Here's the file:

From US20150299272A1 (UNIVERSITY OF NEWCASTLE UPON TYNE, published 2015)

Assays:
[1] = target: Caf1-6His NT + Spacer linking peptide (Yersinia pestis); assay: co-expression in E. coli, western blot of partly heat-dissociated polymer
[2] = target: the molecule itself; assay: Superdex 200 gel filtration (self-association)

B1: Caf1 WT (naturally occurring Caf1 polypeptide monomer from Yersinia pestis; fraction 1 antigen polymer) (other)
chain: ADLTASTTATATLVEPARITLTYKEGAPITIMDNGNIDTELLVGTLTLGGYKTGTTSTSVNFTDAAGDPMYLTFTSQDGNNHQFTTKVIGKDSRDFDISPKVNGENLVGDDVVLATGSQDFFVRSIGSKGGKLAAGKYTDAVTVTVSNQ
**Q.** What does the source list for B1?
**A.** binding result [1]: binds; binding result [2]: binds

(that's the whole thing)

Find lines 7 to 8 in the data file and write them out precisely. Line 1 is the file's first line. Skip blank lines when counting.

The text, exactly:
**Q.** What does the source list for B1?
**A.** binding result [1]: binds; binding result [2]: binds